Senators advocate blockbuster remedy for rare drug woes
Lawmakers will soon get a chance to start pondering a bill that would dangle some blockbuster cash as an incentive to developers to take on the risk of developing new therapies for rare children's diseases.
The new law, which was proffered last week, would give pharma companies a shot at quicker approvals of blockbusters if they take on new drug programs that tackle rare pediatric diseases. Adding even a few months to a drugmaker's window of market opportunity could add hundreds of millions of dollars to a blockbuster drug's potential revenue.
As The Hill notes, the new bill essentially extends a three-year-old law that provides priority review vouchers to companies which work on treatments for rare tropical diseases. But the bill closes a loophole that gives biopharma companies access to vouchers on drugs that have already been approved. Supporters in Congress say they want to make sure that they're encouraging development of new therapies.
Kids v Cancer, which celebrated the new bill, says that in the past 20 years the FDA has approved only one drug cancer drug that was expressly developed for the pediatric market. "A priority for Kids v Cancer is to find ways to work with pharmaceutical companies to develop treatments for children with cancer and other rare diseases," said Nancy Goodman, the executive director of Kids v Cancer. "This legislation aligns government and private sector interests and will be a major step forward in addressing the unmet needs of children with devastating illnesses, including life-threatening cancer."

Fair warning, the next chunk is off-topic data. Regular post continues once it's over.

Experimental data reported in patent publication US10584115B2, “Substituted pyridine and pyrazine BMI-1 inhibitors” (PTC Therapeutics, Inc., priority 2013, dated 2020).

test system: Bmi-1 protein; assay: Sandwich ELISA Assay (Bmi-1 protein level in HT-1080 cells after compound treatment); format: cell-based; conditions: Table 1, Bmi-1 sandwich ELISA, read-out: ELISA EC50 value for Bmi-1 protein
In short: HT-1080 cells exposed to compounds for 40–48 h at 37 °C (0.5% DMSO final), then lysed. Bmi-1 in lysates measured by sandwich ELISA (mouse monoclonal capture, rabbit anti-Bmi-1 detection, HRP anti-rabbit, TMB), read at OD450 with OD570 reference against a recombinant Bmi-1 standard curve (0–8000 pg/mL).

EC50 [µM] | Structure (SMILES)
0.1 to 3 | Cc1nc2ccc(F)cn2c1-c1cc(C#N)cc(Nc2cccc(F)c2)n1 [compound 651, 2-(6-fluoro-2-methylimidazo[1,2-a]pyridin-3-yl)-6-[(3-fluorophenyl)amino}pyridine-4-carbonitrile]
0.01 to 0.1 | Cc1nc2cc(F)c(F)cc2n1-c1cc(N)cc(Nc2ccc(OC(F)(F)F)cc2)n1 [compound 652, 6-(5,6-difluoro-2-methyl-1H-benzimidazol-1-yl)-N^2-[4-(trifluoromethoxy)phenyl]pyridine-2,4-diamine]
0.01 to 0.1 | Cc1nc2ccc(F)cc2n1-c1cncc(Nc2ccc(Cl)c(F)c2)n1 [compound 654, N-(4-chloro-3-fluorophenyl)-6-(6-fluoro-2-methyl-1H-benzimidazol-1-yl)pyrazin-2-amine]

"We are falling woefully and inadequately short in our efforts to cure and treat rare and neglected pediatric diseases and conditions," said Senator Sherrod Brown, who introduced the bill with Sam Brownback and Al Franken.
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